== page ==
Consider this hypothetical situation: you are appraising a large, rural property with 15 acres of rolling grass and pasture lands. However, it is specifically not a farm, the property is not in an area zoned for agricultural uses, and land-uses in the area are not transitioning from the current zoning (estate residential) to anything resembling pastoral use. Because the sellers thought it was quaint, they bought an old barn, had it transferred to the site and use it for storing the equipment necessary to maintain a rural 15-acre site, as well as other miscellaneous items (i.e., their junk).
After submitting the appraisal report to the lender, you receive a stipulation requiring that you remove the photographs of the interior and exterior of the barn since the mortgage investors will not fund an agricultural property. You write back indicating the property is not agriculturally oriented; rather, the barn merely stores equipment. The answer you get back is to remove the photographs of the interior and exterior of the barn. So, the question is, do you accommodate the interests of the lender, thus possibly creating a misleading report?
Each individual appraiser will have to answer this question for him/herself. However, removing the photographs to accommodate the interests of the lender could be construed as misleading. This is because it could appear the appraiser is trying to hide the barn, thus hide an unlawful agricultural use of the site, even though this is not true. Therefore, the problem is not so much the appraiser trying to hide an unlawful use of the site, which the appraiser clearly is not. The issue is the appraiser removing the photographs to accommodate the lender’s wishes. This is likely a misrepresentation because, in the Certification, the appraiser indicates the conclusions are his/hers. However, this is not the case.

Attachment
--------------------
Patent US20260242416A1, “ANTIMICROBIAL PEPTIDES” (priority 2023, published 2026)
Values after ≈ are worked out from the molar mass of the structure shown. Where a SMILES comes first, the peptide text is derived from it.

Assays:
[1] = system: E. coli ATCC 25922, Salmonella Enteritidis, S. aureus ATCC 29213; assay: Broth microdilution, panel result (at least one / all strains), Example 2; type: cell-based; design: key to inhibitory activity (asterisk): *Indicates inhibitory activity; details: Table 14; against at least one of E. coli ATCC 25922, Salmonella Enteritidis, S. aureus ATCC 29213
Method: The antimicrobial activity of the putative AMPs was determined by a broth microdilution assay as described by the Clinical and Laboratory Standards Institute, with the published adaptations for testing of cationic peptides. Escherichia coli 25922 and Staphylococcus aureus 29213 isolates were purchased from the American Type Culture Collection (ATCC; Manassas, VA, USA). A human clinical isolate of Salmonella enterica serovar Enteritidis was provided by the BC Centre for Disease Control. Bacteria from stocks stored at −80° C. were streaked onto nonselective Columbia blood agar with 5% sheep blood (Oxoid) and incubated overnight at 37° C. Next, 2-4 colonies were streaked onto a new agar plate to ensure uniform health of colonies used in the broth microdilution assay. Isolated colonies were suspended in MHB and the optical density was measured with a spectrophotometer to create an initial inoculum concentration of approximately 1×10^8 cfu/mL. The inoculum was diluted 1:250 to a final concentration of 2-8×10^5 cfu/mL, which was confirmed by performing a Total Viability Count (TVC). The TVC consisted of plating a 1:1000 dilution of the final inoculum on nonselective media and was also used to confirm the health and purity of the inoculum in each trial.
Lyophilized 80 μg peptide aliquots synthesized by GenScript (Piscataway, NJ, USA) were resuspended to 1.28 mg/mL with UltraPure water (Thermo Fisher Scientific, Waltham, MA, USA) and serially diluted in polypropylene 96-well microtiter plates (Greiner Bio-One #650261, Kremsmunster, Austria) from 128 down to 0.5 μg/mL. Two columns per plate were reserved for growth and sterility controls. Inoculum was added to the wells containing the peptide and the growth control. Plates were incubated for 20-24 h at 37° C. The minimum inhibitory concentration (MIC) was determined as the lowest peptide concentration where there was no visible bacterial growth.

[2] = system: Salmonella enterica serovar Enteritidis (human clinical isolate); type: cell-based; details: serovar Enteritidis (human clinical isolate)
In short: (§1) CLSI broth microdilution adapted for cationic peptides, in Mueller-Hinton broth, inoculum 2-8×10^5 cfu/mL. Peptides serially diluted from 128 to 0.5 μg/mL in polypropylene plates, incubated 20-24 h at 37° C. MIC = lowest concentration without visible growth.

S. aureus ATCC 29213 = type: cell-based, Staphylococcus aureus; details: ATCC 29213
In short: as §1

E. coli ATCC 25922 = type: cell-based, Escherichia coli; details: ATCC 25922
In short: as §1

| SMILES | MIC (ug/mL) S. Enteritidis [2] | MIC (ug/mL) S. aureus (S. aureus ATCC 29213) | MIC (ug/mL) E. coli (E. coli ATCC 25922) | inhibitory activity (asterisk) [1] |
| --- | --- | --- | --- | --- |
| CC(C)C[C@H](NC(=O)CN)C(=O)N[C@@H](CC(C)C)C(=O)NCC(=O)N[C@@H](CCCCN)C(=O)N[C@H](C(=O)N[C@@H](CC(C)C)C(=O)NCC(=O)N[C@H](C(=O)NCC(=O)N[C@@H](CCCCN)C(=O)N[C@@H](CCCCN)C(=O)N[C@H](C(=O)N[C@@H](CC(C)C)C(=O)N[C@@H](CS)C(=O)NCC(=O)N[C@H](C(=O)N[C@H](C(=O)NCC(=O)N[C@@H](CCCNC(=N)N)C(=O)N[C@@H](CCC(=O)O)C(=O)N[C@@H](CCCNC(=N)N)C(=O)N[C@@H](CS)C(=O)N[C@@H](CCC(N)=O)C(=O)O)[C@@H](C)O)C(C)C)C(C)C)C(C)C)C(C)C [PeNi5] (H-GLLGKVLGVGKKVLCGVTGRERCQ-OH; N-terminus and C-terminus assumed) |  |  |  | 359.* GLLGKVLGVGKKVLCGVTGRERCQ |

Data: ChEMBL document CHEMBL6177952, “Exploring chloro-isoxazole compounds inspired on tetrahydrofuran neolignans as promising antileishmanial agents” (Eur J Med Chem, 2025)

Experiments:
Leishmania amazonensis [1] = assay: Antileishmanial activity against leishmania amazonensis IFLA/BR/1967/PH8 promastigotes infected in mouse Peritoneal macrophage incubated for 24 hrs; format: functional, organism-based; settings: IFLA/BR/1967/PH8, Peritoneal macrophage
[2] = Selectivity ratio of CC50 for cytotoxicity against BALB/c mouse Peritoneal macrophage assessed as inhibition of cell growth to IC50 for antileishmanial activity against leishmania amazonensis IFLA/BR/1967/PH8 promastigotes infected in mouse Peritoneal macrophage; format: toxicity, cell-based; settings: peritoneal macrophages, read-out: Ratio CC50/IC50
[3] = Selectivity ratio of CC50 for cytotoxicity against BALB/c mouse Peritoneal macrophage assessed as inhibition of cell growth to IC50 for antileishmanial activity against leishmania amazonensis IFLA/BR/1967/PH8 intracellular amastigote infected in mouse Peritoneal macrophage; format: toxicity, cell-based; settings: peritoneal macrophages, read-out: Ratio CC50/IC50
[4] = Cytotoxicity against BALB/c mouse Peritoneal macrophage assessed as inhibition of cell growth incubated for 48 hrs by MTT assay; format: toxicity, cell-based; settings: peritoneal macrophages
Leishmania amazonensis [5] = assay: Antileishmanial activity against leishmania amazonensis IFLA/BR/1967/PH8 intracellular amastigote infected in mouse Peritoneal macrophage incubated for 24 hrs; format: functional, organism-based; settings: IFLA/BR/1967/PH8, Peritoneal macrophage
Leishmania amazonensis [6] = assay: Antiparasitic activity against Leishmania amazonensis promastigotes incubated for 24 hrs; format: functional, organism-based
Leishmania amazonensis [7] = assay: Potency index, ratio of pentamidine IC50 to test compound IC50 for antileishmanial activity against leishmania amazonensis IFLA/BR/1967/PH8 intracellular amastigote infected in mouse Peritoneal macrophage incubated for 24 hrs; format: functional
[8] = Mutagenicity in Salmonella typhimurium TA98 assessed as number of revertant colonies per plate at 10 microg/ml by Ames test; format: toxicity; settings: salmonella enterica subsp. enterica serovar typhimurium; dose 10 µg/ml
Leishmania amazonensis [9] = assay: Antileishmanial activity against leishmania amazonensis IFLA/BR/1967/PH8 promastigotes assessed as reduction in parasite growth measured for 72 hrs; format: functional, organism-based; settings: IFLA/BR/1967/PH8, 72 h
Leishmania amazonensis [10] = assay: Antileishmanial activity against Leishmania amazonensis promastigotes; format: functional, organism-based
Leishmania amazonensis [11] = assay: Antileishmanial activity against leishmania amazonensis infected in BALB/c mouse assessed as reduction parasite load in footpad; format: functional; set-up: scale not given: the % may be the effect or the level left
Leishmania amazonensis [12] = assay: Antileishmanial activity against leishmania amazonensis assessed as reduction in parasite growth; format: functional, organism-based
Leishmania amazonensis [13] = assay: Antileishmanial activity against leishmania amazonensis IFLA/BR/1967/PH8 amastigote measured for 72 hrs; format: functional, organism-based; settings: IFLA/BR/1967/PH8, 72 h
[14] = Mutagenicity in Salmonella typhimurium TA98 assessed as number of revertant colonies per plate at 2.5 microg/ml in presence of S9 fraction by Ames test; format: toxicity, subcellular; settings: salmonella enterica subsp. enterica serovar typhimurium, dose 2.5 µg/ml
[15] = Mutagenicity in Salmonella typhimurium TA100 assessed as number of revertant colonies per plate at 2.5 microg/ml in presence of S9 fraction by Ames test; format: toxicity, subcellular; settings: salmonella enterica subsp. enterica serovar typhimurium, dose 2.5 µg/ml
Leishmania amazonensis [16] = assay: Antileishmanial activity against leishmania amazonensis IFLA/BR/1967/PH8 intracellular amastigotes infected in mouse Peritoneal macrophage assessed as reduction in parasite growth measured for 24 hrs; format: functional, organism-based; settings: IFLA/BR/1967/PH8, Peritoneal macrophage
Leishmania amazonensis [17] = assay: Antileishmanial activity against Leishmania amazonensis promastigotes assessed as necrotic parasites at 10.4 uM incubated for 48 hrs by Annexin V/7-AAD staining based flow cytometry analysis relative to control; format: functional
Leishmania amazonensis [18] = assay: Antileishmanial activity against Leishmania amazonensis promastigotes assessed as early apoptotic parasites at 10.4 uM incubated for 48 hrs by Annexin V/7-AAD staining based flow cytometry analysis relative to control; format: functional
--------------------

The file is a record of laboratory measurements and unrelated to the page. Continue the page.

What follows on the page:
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The appraisal’s conclusions (e.g., no barn) were dictated by the lender, and were not those the appraiser reached independently.
Appraisers need to accustom themselves to the fact that there are parties to a purchase and sale transaction who will try to influence the appraiser’s opinions. This happens despite what Dodd-Frank dictates. In addition to the lender, appraisers often have to deal with the buyer, seller or the real estate broker. Any of these parties will happily try to influence us. This is merely human nature. Our challenge under USPAP is to resist this pressure. We must provide the client/intended user with an appraisal report which is the result of independent, impartial, and objective analyses of all of the market factors that affect a property’s value. Therefore, we must resist the undue influence to which the various parties to the transaction will try to subject us to.